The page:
Incredibly unlikely. The U.S. simply does not have the same tech product manufacturing infrastructure China has. Bitmain relies on other Chinese companies to fabricate parts, so even if they assembled their ASICs in the U.S., they'd have to import most or all of the parts from China and so would still get slapped by the tariffs.
Also, there's a good likelihood the tariffs will be lifted 2 years and 3 months from now when Trump gets kicked out of the White House. Bitmain's U.S. based fabrication plant won't even be complete by then.
Tariffs are the dumbest and most fickle tool to try and shape an economy. The net effect for Bitcoin and ASICs is even fewer mining companies will set up base in the U.S. (for now).
Discriminating on race vs discriminating in general.
The intention here is discriminating, in general, the reality is discriminating on nationality.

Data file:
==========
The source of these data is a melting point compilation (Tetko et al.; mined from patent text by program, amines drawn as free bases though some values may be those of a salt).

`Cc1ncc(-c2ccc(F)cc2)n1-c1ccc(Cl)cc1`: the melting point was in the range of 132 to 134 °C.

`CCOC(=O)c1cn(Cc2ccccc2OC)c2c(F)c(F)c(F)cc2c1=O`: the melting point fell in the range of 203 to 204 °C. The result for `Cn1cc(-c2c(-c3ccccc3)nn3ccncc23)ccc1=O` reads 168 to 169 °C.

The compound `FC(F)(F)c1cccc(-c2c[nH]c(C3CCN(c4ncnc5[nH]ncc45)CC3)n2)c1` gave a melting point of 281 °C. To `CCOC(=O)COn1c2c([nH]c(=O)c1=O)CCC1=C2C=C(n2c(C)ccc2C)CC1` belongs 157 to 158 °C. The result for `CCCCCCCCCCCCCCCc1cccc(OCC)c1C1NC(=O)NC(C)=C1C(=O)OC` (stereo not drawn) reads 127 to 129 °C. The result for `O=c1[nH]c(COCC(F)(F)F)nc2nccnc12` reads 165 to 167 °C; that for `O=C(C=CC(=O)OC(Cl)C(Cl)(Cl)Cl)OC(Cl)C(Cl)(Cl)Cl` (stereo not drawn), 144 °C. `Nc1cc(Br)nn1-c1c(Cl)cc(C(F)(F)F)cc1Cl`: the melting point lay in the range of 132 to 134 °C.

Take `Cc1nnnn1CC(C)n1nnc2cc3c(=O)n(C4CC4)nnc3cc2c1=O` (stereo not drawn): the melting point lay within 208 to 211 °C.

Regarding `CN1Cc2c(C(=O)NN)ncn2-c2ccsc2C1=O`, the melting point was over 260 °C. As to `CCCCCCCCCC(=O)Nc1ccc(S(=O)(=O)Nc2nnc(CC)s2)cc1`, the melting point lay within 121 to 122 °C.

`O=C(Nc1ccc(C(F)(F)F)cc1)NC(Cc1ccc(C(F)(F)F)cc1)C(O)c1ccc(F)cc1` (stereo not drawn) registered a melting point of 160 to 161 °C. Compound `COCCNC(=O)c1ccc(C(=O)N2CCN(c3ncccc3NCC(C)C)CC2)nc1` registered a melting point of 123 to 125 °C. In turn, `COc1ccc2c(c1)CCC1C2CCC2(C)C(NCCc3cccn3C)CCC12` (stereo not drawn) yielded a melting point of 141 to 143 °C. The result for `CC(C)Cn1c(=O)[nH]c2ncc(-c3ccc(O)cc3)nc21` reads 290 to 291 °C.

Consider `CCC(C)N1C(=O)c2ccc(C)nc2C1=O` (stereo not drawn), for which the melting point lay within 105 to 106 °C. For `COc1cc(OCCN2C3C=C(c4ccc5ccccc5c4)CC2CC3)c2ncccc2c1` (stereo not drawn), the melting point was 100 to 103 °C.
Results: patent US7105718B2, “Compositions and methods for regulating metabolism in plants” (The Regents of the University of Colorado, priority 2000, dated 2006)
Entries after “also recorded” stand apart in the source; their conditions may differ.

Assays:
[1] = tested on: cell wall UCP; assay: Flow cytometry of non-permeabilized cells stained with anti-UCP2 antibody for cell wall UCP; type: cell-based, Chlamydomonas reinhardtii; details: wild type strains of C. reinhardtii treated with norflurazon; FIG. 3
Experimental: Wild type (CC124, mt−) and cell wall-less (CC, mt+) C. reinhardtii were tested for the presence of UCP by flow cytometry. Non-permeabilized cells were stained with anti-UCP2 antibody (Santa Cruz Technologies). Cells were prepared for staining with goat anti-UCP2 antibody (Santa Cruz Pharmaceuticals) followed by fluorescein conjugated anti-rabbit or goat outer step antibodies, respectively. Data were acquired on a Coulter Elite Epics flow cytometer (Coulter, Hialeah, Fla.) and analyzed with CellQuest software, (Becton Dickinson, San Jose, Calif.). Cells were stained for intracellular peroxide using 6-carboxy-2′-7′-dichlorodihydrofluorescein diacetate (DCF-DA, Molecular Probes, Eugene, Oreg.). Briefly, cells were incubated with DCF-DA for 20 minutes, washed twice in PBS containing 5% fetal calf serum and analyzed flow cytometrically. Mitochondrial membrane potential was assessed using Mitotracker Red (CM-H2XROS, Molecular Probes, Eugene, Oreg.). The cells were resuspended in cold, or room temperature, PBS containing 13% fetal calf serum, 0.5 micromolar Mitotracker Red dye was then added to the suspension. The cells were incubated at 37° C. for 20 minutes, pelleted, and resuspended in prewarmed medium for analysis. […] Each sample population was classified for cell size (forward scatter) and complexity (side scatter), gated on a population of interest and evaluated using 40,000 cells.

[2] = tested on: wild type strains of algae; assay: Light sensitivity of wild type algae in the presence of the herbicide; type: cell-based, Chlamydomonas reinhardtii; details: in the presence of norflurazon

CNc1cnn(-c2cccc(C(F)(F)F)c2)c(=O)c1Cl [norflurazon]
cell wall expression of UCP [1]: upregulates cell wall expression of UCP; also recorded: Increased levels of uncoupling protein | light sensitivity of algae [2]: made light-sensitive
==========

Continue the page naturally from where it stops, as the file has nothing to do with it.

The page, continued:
It's just a little stretch to call it racial discrimination.
They don't work. Every dollar that it costs more to build an S9 in the US compared to the ones build in China, is a dollar the could have been spent elsewhere in the American economy. Every tariff moves a market away from the equilibrium between demand and supply.
Except tariffs makes US production more competitive, so instead of China having a monopoly on supply, more goods will be produced in the US. You will pay slightly higher prices for the products sure, but in return you get manufacturing expanding domestically creating jobs and economic benefits to Americans.
I can see why internationalists, who care nothing for the US economy or US citizens don't want tariffs though. Free trade surely benefits the Chinese.